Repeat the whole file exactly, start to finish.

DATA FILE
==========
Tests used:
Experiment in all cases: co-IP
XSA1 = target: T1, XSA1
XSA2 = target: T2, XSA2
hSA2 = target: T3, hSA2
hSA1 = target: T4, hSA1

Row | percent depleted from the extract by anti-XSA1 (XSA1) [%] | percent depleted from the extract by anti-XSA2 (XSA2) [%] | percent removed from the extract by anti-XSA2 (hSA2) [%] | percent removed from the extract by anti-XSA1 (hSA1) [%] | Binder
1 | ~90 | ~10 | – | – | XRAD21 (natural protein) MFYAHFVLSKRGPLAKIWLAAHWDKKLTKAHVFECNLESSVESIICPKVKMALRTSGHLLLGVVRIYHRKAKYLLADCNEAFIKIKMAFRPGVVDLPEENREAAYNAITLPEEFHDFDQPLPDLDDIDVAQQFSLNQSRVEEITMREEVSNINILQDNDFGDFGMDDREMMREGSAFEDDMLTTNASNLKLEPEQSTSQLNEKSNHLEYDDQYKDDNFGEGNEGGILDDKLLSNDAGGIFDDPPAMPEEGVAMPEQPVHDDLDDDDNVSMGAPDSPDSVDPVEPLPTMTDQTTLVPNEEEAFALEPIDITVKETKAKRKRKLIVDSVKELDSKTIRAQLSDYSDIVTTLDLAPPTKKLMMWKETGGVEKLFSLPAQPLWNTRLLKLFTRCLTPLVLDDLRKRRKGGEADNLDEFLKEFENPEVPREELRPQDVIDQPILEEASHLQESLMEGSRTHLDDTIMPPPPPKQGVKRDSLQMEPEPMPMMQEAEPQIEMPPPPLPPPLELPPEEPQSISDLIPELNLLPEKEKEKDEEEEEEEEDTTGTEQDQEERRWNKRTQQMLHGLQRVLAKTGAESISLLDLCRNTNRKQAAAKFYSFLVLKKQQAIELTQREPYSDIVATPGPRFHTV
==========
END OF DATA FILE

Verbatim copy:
Tests used:
Experiment in all cases: co-IP
XSA1 = target: T1, XSA1
XSA2 = target: T2, XSA2
hSA2 = target: T3, hSA2
hSA1 = target: T4, hSA1

Row | percent depleted from the extract by anti-XSA1 (XSA1) [%] | percent depleted from the extract by anti-XSA2 (XSA2) [%] | percent removed from the extract by anti-XSA2 (hSA2) [%] | percent removed from the extract by anti-XSA1 (hSA1) [%] | Binder
1 | ~90 | ~10 | – | – | XRAD21 (natural protein) MFYAHFVLSKRGPLAKIWLAAHWDKKLTKAHVFECNLESSVESIICPKVKMALRTSGHLLLGVVRIYHRKAKYLLADCNEAFIKIKMAFRPGVVDLPEENREAAYNAITLPEEFHDFDQPLPDLDDIDVAQQFSLNQSRVEEITMREEVSNINILQDNDFGDFGMDDREMMREGSAFEDDMLTTNASNLKLEPEQSTSQLNEKSNHLEYDDQYKDDNFGEGNEGGILDDKLLSNDAGGIFDDPPAMPEEGVAMPEQPVHDDLDDDDNVSMGAPDSPDSVDPVEPLPTMTDQTTLVPNEEEAFALEPIDITVKETKAKRKRKLIVDSVKELDSKTIRAQLSDYSDIVTTLDLAPPTKKLMMWKETGGVEKLFSLPAQPLWNTRLLKLFTRCLTPLVLDDLRKRRKGGEADNLDEFLKEFENPEVPREELRPQDVIDQPILEEASHLQESLMEGSRTHLDDTIMPPPPPKQGVKRDSLQMEPEPMPMMQEAEPQIEMPPPPLPPPLELPPEEPQSISDLIPELNLLPEKEKEKDEEEEEEEEDTTGTEQDQEERRWNKRTQQMLHGLQRVLAKTGAESISLLDLCRNTNRKQAAAKFYSFLVLKKQQAIELTQREPYSDIVATPGPRFHTV